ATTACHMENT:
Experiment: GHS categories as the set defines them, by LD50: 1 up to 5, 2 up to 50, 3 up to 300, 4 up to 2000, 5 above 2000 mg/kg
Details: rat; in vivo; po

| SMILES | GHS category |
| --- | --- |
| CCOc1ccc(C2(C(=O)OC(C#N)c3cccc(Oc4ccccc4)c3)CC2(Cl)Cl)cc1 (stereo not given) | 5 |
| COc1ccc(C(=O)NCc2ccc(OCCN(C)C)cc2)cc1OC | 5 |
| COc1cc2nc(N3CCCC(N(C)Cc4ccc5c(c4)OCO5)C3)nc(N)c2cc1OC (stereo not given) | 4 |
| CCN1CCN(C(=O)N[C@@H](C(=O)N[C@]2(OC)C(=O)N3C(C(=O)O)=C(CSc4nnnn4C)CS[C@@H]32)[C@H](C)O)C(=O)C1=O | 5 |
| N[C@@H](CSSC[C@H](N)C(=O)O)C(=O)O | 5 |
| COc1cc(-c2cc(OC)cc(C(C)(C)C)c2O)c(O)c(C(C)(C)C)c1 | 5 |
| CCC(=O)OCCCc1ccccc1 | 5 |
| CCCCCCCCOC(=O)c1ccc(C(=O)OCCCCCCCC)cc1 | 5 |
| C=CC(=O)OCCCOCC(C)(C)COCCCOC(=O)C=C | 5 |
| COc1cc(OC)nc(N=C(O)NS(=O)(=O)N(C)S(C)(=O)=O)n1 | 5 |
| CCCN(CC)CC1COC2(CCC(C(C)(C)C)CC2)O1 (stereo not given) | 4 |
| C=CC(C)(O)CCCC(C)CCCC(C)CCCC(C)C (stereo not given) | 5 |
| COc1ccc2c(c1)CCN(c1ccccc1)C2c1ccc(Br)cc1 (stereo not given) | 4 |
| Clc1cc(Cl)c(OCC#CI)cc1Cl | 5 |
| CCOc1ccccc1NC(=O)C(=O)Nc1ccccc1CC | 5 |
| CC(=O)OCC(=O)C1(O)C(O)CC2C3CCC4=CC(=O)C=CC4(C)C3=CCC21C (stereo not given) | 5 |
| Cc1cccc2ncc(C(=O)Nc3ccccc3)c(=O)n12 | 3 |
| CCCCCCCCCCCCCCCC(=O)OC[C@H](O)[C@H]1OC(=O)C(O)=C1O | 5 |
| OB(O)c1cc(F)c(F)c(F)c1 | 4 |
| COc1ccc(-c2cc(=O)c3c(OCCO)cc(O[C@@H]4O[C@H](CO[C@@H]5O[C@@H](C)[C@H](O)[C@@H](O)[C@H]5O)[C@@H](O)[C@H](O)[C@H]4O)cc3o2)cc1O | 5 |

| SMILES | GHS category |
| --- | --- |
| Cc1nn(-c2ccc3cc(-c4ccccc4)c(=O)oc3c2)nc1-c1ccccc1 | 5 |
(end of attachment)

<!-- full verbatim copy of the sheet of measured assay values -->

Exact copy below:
Experiment: GHS categories as the set defines them, by LD50: 1 up to 5, 2 up to 50, 3 up to 300, 4 up to 2000, 5 above 2000 mg/kg
Details: rat; in vivo; po

| SMILES | GHS category |
| --- | --- |
| CCOc1ccc(C2(C(=O)OC(C#N)c3cccc(Oc4ccccc4)c3)CC2(Cl)Cl)cc1 (stereo not given) | 5 |
| COc1ccc(C(=O)NCc2ccc(OCCN(C)C)cc2)cc1OC | 5 |
| COc1cc2nc(N3CCCC(N(C)Cc4ccc5c(c4)OCO5)C3)nc(N)c2cc1OC (stereo not given) | 4 |
| CCN1CCN(C(=O)N[C@@H](C(=O)N[C@]2(OC)C(=O)N3C(C(=O)O)=C(CSc4nnnn4C)CS[C@@H]32)[C@H](C)O)C(=O)C1=O | 5 |
| N[C@@H](CSSC[C@H](N)C(=O)O)C(=O)O | 5 |
| COc1cc(-c2cc(OC)cc(C(C)(C)C)c2O)c(O)c(C(C)(C)C)c1 | 5 |
| CCC(=O)OCCCc1ccccc1 | 5 |
| CCCCCCCCOC(=O)c1ccc(C(=O)OCCCCCCCC)cc1 | 5 |
| C=CC(=O)OCCCOCC(C)(C)COCCCOC(=O)C=C | 5 |
| COc1cc(OC)nc(N=C(O)NS(=O)(=O)N(C)S(C)(=O)=O)n1 | 5 |
| CCCN(CC)CC1COC2(CCC(C(C)(C)C)CC2)O1 (stereo not given) | 4 |
| C=CC(C)(O)CCCC(C)CCCC(C)CCCC(C)C (stereo not given) | 5 |
| COc1ccc2c(c1)CCN(c1ccccc1)C2c1ccc(Br)cc1 (stereo not given) | 4 |
| Clc1cc(Cl)c(OCC#CI)cc1Cl | 5 |
| CCOc1ccccc1NC(=O)C(=O)Nc1ccccc1CC | 5 |
| CC(=O)OCC(=O)C1(O)C(O)CC2C3CCC4=CC(=O)C=CC4(C)C3=CCC21C (stereo not given) | 5 |
| Cc1cccc2ncc(C(=O)Nc3ccccc3)c(=O)n12 | 3 |
| CCCCCCCCCCCCCCCC(=O)OC[C@H](O)[C@H]1OC(=O)C(O)=C1O | 5 |
| OB(O)c1cc(F)c(F)c(F)c1 | 4 |
| COc1ccc(-c2cc(=O)c3c(OCCO)cc(O[C@@H]4O[C@H](CO[C@@H]5O[C@@H](C)[C@H](O)[C@@H](O)[C@H]5O)[C@@H](O)[C@H](O)[C@H]4O)cc3o2)cc1O | 5 |

| SMILES | GHS category |
| --- | --- |
| Cc1nn(-c2ccc3cc(-c4ccccc4)c(=O)oc3c2)nc1-c1ccccc1 | 5 |